Laidback & charming with a spoonful of genuine hospitality & tranquility and a dash of rich culture and you’ve got yourself one hell of a country.
Laos, for us, was one of those countries that exceeded our expectations in so many ways. It’s often called the “forgotten country” of Southeast Asia and in our minds this will be one of our most memorable destinations, for many reasons. Nowhere close to ever being forgotten.
We decided to change our plans slightly in Laos and stay for a full week in the Laos’ UNESCO World Heritage Centre, Luang Prabang. This was our third country in our Southeast Asia tour and after arriving from Myanmar we were so excited when we saw the downtown area. Not to knock Myanmar whatsoever but because they aren’t super equipped for tourism just yet, Luang Prabang seemed like a well developed mini city compared to some of the towns we had just visited. From cute cafes overlooking the Mekong River (go at sunset!) to tree house restaurants with chill music & cozy mats overlooking the Nam Khan River, we were in heaven.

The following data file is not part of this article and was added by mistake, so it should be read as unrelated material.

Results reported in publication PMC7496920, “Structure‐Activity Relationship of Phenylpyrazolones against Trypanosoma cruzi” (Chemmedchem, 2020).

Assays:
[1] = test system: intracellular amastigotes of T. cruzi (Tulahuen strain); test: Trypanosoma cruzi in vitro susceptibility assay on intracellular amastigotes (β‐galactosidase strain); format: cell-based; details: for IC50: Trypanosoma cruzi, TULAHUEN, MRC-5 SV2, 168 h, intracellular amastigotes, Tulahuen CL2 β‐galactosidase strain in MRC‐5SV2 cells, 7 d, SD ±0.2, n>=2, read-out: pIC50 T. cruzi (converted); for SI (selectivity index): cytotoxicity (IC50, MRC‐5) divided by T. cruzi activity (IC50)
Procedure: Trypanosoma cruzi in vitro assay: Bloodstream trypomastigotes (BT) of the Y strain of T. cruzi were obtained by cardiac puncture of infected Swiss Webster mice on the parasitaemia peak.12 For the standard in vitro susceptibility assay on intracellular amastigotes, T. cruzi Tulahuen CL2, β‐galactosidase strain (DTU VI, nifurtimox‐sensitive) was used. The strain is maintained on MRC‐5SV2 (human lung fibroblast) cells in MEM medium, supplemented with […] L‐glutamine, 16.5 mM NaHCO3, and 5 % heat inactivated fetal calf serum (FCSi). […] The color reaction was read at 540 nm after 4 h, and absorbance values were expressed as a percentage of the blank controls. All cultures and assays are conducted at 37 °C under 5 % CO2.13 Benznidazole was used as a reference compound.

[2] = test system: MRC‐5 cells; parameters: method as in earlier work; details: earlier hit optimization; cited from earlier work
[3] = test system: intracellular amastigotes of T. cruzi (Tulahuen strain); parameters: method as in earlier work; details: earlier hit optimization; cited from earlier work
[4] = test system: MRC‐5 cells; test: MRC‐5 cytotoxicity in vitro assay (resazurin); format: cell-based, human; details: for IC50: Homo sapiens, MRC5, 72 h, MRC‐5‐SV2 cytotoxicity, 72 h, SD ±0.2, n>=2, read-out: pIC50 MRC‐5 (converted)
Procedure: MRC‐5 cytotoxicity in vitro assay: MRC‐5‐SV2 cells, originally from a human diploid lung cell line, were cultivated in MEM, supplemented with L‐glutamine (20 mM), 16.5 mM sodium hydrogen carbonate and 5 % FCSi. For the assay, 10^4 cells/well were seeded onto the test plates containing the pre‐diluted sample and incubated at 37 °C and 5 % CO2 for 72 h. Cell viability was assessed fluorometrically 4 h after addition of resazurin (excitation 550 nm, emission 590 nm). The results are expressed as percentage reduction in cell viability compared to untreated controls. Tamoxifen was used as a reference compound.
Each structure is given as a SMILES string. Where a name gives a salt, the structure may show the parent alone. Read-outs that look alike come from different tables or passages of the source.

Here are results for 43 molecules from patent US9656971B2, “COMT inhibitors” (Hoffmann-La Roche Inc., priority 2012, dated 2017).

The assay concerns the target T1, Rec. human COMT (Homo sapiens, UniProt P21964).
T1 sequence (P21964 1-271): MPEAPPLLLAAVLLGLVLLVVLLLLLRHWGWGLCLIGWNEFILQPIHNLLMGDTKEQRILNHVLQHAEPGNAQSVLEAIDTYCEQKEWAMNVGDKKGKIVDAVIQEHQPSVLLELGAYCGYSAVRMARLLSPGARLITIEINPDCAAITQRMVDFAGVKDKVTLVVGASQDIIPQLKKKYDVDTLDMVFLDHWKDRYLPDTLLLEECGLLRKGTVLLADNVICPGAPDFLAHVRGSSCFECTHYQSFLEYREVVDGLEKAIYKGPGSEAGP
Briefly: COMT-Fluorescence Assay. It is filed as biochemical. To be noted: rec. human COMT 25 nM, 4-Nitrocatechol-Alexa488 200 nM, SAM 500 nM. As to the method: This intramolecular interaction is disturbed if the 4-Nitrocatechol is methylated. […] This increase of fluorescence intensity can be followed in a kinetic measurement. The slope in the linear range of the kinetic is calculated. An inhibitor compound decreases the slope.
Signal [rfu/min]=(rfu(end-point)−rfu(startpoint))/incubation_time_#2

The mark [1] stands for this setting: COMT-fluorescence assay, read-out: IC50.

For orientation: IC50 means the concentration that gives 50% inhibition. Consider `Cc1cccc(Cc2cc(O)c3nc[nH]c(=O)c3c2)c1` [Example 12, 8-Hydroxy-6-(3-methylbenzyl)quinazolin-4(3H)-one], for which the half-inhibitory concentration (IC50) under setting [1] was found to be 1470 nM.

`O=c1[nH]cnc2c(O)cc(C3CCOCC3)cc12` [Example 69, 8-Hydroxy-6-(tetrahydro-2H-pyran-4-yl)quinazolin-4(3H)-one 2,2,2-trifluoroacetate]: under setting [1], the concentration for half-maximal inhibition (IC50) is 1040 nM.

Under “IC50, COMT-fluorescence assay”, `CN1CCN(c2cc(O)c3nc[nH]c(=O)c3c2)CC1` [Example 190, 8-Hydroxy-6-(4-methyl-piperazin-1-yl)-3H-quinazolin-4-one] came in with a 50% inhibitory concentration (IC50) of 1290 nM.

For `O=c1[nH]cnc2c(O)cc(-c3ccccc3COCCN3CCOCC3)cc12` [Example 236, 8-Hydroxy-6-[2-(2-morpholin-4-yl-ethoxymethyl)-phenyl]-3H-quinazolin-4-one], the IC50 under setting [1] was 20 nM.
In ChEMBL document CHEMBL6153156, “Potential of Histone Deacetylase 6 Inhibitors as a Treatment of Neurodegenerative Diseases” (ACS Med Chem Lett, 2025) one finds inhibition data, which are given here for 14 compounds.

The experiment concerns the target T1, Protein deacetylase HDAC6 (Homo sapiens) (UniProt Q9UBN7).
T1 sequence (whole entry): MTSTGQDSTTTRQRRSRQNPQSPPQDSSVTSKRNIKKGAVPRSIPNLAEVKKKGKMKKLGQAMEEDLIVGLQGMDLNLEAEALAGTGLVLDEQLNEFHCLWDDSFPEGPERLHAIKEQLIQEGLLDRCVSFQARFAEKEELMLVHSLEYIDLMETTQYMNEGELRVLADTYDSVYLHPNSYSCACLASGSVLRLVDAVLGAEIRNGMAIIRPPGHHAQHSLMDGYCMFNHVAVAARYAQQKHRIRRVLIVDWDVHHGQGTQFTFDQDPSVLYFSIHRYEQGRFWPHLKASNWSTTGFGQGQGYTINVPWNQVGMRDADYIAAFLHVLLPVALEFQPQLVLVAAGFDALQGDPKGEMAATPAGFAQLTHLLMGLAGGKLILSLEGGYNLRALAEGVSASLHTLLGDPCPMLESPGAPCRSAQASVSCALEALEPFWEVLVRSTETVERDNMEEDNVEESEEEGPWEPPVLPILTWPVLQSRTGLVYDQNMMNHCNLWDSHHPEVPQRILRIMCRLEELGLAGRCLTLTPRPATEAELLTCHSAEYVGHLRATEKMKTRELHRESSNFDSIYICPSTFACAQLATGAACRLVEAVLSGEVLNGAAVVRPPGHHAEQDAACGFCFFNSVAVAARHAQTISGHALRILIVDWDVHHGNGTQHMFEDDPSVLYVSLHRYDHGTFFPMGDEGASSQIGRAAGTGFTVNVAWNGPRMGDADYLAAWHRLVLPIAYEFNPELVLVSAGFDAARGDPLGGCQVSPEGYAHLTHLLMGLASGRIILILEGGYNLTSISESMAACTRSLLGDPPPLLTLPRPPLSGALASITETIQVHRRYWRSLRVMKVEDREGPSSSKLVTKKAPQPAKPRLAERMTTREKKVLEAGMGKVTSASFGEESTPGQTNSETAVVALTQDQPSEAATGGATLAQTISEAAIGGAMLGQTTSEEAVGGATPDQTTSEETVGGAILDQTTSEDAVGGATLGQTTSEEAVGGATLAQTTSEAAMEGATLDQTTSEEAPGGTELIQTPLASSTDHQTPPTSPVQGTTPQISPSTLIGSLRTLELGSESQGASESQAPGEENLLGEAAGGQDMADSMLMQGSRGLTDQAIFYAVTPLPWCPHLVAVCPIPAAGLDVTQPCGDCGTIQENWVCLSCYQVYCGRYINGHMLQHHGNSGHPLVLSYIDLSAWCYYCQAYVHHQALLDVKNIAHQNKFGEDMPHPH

Whether Andy realized it at the time of booking our hotel (or not) I somehow tactfully was able to use my sales skills (thanks LinkedIn) to have him agree to an $83/night hotel at My Dream Boutique. Whoever thought of that name sure wasn’t lying because it was seriously, a dream. I know, $83/night in USA standards is a super cheap when it comes to hotel prices, you might get bedbugs or it may be in a not so great neighborhood, but for Asia, you’ll be living like royalty at this price per night. And we were. For the most part in Asia we’ve been targeting $40/night or less and all of our hotels have been so great. So this was certainly a splurge.